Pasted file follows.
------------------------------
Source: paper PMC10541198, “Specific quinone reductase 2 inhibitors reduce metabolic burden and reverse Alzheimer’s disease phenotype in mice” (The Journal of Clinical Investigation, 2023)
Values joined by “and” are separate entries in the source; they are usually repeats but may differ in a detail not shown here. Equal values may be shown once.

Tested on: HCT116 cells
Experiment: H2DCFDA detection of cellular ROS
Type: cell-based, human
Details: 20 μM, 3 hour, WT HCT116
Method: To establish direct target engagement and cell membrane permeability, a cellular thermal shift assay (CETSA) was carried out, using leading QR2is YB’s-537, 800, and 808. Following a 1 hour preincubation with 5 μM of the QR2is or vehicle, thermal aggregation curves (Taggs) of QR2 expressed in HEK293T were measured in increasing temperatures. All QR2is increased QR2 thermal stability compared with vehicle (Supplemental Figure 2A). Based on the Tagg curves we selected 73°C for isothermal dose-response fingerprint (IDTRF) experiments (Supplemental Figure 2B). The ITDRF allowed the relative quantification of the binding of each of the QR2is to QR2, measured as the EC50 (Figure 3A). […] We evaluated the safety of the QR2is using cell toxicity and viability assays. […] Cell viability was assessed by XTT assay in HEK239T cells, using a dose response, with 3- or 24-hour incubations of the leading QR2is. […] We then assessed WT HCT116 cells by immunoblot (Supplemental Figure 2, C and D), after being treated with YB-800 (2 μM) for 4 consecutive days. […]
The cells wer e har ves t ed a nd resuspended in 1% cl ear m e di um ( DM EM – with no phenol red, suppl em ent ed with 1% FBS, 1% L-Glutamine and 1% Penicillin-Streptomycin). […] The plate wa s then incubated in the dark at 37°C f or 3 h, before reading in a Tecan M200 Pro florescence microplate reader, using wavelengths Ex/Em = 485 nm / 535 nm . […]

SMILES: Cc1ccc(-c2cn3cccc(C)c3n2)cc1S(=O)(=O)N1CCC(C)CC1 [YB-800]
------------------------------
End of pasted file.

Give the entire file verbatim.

Source: paper PMC10541198, “Specific quinone reductase 2 inhibitors reduce metabolic burden and reverse Alzheimer’s disease phenotype in mice” (The Journal of Clinical Investigation, 2023)
Values joined by “and” are separate entries in the source; they are usually repeats but may differ in a detail not shown here. Equal values may be shown once.

Tested on: HCT116 cells
Experiment: H2DCFDA detection of cellular ROS
Type: cell-based, human
Details: 20 μM, 3 hour, WT HCT116
Method: To establish direct target engagement and cell membrane permeability, a cellular thermal shift assay (CETSA) was carried out, using leading QR2is YB’s-537, 800, and 808. Following a 1 hour preincubation with 5 μM of the QR2is or vehicle, thermal aggregation curves (Taggs) of QR2 expressed in HEK293T were measured in increasing temperatures. All QR2is increased QR2 thermal stability compared with vehicle (Supplemental Figure 2A). Based on the Tagg curves we selected 73°C for isothermal dose-response fingerprint (IDTRF) experiments (Supplemental Figure 2B). The ITDRF allowed the relative quantification of the binding of each of the QR2is to QR2, measured as the EC50 (Figure 3A). […] We evaluated the safety of the QR2is using cell toxicity and viability assays. […] Cell viability was assessed by XTT assay in HEK239T cells, using a dose response, with 3- or 24-hour incubations of the leading QR2is. […] We then assessed WT HCT116 cells by immunoblot (Supplemental Figure 2, C and D), after being treated with YB-800 (2 μM) for 4 consecutive days. […]
The cells wer e har ves t ed a nd resuspended in 1% cl ear m e di um ( DM EM – with no phenol red, suppl em ent ed with 1% FBS, 1% L-Glutamine and 1% Penicillin-Streptomycin). […] The plate wa s then incubated in the dark at 37°C f or 3 h, before reading in a Tecan M200 Pro florescence microplate reader, using wavelengths Ex/Em = 485 nm / 535 nm . […]

SMILES: Cc1ccc(-c2cn3cccc(C)c3n2)cc1S(=O)(=O)N1CCC(C)CC1 [YB-800]